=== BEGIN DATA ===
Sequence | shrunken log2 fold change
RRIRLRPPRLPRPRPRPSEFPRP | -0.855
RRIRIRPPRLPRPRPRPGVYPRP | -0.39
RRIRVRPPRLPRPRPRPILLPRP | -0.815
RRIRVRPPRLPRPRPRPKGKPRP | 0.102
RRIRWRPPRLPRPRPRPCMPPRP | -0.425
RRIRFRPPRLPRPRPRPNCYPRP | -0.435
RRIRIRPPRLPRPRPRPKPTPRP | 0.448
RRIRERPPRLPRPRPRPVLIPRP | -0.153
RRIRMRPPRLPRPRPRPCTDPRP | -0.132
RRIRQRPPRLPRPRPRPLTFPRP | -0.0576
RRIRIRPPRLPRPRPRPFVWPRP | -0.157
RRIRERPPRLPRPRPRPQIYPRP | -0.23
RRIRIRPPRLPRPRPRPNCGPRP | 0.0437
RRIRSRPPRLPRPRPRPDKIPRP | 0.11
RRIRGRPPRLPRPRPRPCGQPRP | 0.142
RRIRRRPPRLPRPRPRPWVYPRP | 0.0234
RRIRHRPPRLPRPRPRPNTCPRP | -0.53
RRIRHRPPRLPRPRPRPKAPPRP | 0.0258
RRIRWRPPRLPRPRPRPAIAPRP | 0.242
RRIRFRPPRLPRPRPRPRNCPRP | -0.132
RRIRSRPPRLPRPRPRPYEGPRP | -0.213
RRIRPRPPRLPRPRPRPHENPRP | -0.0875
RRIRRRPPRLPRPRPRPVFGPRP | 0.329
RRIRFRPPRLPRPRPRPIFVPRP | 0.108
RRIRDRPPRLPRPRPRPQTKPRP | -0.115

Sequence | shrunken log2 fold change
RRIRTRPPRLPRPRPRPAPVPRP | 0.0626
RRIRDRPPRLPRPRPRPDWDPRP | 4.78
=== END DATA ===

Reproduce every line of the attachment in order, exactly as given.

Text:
Sequence | shrunken log2 fold change
RRIRLRPPRLPRPRPRPSEFPRP | -0.855
RRIRIRPPRLPRPRPRPGVYPRP | -0.39
RRIRVRPPRLPRPRPRPILLPRP | -0.815
RRIRVRPPRLPRPRPRPKGKPRP | 0.102
RRIRWRPPRLPRPRPRPCMPPRP | -0.425
RRIRFRPPRLPRPRPRPNCYPRP | -0.435
RRIRIRPPRLPRPRPRPKPTPRP | 0.448
RRIRERPPRLPRPRPRPVLIPRP | -0.153
RRIRMRPPRLPRPRPRPCTDPRP | -0.132
RRIRQRPPRLPRPRPRPLTFPRP | -0.0576
RRIRIRPPRLPRPRPRPFVWPRP | -0.157
RRIRERPPRLPRPRPRPQIYPRP | -0.23
RRIRIRPPRLPRPRPRPNCGPRP | 0.0437
RRIRSRPPRLPRPRPRPDKIPRP | 0.11
RRIRGRPPRLPRPRPRPCGQPRP | 0.142
RRIRRRPPRLPRPRPRPWVYPRP | 0.0234
RRIRHRPPRLPRPRPRPNTCPRP | -0.53
RRIRHRPPRLPRPRPRPKAPPRP | 0.0258
RRIRWRPPRLPRPRPRPAIAPRP | 0.242
RRIRFRPPRLPRPRPRPRNCPRP | -0.132
RRIRSRPPRLPRPRPRPYEGPRP | -0.213
RRIRPRPPRLPRPRPRPHENPRP | -0.0875
RRIRRRPPRLPRPRPRPVFGPRP | 0.329
RRIRFRPPRLPRPRPRPIFVPRP | 0.108
RRIRDRPPRLPRPRPRPQTKPRP | -0.115

Sequence | shrunken log2 fold change
RRIRTRPPRLPRPRPRPAPVPRP | 0.0626
RRIRDRPPRLPRPRPRPDWDPRP | 4.78